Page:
As one of the three rappers from Leaders of the New School, the voice of Busta Rhymes already featured on their debut album »A Future Without A Past…« in 1991, but in this country in particular, most hip-hop fans will have heard his lion-like voice for the first time a year later on »Scenario«, the Posse Cut released as a single from »The Low End Theory«, the second album from A Tribe Called Quest. It was Trevor Tahiem Smith Jr., born 1972 in East Flatbush in the New York borough of Brooklyn as the son of Caribbean immigrants and raised in Long Island, who took over the microphone in the last quarter of the track, which was already relatively heavy by ATCQ standards, and crowned the turbulent events with his hyperactive performance. Once you’ve heard this »Rrrrroaw rrrrroaw like a Dungeon Dragon!«, you’ll never get it out of your mind again. Although the Leaders of the New School released a follow-up album, »T.I.M.E. (The Inner Mind’s Eye)« in 1993, the chemistry was irreparably destroyed. While Busta Rhymes’ popularity curve climbed steeply, the interest in his fellow MCs Dinco D. and Charlie Brown remained within manageable limits – today their names are almost forgotten. In contrast to Busta Rhymes. With »Extinction Level Event 2: The Wrath of God«, Smith released his tenth solo album in the autumn of 2020, which did not quite match his platinum successes in the 90s and early 2000s, but still reached number 7 in the US charts.
When Busta Rhymes’ solo debut was released 25 years ago with »The Coming«, he was already a star. A Tribe Called Quest called upon his offensive qualities again for »Oh My God«, the second single from their album »Midnight Marauders«, and his distinctive roaring verses could also be heard on Craig Mack’s »Flava in Ya Ear« and the accompanying remix. What elevated Busta Rhymes to the rank of an innovation at the time was that something came to the fore in his flow that actually belongs to hip-hop’s roots, but had remained relatively hidden until then: the toasting of the Jamaican deejays resonates in his specific handling of the verse meter, which he employs more flexibly than the comparatively still static meter-oriented vocals of other rappers of the time. Hardly anyone in hip-hop in the mid-90s rapped as closely to the style of dancehall performers as Busta Rhymes.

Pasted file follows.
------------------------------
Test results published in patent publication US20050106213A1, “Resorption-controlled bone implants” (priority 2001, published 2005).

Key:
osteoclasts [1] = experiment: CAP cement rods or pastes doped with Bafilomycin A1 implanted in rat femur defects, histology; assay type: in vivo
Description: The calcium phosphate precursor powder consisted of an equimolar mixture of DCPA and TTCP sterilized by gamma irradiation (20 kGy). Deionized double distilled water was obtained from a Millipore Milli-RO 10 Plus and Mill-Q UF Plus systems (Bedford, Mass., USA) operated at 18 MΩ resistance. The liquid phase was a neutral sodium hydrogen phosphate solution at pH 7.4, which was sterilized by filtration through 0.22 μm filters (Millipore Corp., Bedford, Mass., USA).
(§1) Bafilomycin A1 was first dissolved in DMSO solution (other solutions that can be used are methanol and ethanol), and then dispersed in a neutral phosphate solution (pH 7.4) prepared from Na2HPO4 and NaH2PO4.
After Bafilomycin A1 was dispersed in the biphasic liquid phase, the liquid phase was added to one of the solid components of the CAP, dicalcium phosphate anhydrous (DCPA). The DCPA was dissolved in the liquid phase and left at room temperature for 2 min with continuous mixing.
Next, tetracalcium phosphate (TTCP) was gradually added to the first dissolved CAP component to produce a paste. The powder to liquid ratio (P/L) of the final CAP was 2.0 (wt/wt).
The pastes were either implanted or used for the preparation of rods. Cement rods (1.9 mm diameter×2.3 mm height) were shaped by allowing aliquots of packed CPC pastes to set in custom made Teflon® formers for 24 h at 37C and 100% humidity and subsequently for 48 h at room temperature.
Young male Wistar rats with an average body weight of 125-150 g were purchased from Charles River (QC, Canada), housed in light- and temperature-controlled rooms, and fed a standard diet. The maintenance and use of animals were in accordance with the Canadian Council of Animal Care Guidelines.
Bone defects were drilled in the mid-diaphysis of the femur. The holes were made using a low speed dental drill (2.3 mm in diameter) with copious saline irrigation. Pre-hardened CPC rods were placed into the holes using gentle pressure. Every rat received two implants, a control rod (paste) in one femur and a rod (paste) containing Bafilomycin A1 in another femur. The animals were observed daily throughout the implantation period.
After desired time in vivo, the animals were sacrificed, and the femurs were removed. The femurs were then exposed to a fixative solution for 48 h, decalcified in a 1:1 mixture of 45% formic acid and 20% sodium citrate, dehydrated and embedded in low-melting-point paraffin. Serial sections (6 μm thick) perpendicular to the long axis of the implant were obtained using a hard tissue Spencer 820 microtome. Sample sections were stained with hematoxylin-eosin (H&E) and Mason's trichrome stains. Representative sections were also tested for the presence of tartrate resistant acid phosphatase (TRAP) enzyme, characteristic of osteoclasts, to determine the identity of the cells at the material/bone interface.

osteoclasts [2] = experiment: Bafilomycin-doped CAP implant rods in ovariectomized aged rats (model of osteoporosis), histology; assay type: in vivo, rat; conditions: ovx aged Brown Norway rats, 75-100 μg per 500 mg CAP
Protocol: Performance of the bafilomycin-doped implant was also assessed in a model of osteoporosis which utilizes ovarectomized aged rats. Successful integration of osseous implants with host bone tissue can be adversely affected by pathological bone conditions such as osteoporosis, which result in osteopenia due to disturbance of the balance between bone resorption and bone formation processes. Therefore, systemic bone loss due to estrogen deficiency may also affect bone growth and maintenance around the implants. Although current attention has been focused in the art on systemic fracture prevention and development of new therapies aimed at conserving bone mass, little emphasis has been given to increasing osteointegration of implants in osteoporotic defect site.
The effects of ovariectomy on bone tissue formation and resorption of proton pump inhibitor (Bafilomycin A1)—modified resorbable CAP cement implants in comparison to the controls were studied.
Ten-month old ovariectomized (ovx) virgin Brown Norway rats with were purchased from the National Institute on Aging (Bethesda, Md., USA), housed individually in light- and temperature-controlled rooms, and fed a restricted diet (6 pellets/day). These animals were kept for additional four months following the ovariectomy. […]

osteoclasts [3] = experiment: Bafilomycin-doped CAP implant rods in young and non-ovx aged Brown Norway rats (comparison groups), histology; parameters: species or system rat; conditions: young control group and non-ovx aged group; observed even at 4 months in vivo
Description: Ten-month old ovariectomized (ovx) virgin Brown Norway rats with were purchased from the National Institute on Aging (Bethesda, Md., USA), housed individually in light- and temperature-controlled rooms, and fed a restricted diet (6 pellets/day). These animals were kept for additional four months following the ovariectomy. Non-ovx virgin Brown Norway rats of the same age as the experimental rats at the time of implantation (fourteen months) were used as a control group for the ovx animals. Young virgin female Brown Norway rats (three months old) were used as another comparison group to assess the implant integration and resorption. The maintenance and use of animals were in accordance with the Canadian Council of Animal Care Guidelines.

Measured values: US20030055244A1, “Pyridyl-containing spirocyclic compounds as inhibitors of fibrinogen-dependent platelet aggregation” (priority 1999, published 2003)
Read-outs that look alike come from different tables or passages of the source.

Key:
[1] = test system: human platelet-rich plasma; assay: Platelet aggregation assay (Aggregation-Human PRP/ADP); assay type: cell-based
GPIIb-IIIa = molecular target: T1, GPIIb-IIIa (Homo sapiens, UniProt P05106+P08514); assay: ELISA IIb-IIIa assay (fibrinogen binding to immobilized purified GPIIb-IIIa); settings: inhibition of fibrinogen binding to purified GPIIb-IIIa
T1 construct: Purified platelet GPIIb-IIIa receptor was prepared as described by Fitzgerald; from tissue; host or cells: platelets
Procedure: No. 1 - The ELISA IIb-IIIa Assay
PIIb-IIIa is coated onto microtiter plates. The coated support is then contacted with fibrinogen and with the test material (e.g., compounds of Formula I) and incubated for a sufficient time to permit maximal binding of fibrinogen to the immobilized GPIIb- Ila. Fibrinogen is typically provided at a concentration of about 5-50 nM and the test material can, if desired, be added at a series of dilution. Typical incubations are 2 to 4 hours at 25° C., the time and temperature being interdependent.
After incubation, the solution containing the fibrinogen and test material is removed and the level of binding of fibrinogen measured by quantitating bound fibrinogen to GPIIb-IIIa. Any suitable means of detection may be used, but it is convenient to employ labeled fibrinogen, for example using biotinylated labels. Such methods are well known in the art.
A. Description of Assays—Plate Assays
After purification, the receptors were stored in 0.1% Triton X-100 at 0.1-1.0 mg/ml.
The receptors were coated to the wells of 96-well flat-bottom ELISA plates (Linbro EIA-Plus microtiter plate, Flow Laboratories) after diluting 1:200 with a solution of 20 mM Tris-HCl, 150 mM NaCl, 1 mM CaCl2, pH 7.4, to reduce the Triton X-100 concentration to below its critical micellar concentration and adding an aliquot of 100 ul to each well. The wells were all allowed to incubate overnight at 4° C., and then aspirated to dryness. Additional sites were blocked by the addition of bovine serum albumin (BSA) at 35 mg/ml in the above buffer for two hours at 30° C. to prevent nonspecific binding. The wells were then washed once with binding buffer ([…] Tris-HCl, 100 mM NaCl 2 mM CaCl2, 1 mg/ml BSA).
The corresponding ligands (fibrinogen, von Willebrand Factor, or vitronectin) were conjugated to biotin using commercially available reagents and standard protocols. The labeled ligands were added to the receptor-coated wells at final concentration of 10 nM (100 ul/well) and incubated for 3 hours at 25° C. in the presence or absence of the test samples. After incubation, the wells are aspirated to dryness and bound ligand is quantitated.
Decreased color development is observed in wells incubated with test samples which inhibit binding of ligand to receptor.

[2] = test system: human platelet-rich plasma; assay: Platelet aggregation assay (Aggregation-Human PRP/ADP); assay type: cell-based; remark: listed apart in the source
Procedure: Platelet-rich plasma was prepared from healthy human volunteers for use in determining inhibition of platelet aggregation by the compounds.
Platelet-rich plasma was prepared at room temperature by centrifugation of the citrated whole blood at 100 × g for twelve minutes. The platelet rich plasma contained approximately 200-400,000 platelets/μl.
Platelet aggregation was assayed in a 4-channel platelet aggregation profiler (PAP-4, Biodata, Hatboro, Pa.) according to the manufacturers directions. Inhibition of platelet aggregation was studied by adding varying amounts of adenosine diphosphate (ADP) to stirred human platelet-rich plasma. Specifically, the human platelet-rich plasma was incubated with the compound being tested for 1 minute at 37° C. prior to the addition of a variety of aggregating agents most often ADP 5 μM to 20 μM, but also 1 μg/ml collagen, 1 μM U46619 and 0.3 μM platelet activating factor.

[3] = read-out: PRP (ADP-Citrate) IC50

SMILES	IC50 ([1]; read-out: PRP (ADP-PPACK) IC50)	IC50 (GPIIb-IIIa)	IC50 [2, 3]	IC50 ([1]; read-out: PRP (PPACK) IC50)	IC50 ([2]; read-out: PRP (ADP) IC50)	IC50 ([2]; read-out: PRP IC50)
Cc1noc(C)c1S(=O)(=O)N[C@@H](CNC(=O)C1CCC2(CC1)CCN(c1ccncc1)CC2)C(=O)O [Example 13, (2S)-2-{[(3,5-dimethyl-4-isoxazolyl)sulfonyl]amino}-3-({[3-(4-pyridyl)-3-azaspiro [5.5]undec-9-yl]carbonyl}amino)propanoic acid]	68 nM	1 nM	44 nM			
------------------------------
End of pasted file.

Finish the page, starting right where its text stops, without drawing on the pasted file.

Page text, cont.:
Busta Rhymes stayed true to his name on »The Coming« as he owes his name to the play on words, which according to legend was given to him by Chuck D – »to bust a rhyme« means »to deliver a cool rhyme« in hip-hop slang. Especially »Woo Hah! Got You All In Check«, probably his biggest hit to date, in which a visually exuberant Hype Williams video may have played a decisive role – music television à la MTV at the time was what YouTube is today – is still beyond reproach. Busta Rhymes’ manic delivery, which starts out with his characteristically angular phrasing and then gets increasingly out of hand in a well-calculated way, the chorus based on an interjection borrowed from Sugarhill Gang’s »8th Wonder« over the piano melody of Galt MacDermot’s »Space« and the crisp beats of Rashad Smith, plus the ad-lib from a nursery rhyme from the turn of the century before last, form a combination that is as surprising as it is compelling.
Busta Rhymes’ manische delivery, die erst in seiner charakteristisch eckigen Phrasierung ansetzt, um dann gut kalkuliert zunehmend aus dem Ruder zu laufen, haben auch heute noch Wirkung.
Remarkably resolved then the track, »It’s A Party« that follows with the R&B vocal duo Zhané, which after »Woo Hah!!! Got You All In Check« was released as the second single. Easy Mo Bee’s bone-dry drum beats and a lilting jazz sample reminiscent of Miles Davis’ »Bess, You Is My Woman Now« make »Everything Remains Raw« one of the most enduring highlights here, surpassed only by »Ill Vibe«, on which Smith not only shares the microphone with Q-Tip, but also leaves the musical part to the ATCQ rapper as a member of the producer trio The Ummah together with Ali Shaheed Muhammad and J Dilla – a track that would have made an excellent addition to »Beats, Rhymes And Life«. In »Flipmode Squad meets Def Squad«, Jamal, Redman, Keith Murray meet Rampage and Lord Have Mercy, who operated with Busta Rhymes under the first crew name. At the distance of a quarter of a century, it is important to realise that not all the 13 tracks on »The Coming« have aged equally well. »Keep It Movin’« with the former homies of Leaders of the New School fails to captivate despite J Dilla’s beats, the same goes for »Still Shining«. The intro »The Coming« and the outro »The End of the World« seem pretentious and smug from today’s perspective, the hood and sex skits superfluous, not to mention the Y2K allusions. In 1996, there was no getting around »The Coming« for hip-hop fans. But it was not quite enough to become a timeless masterpiece.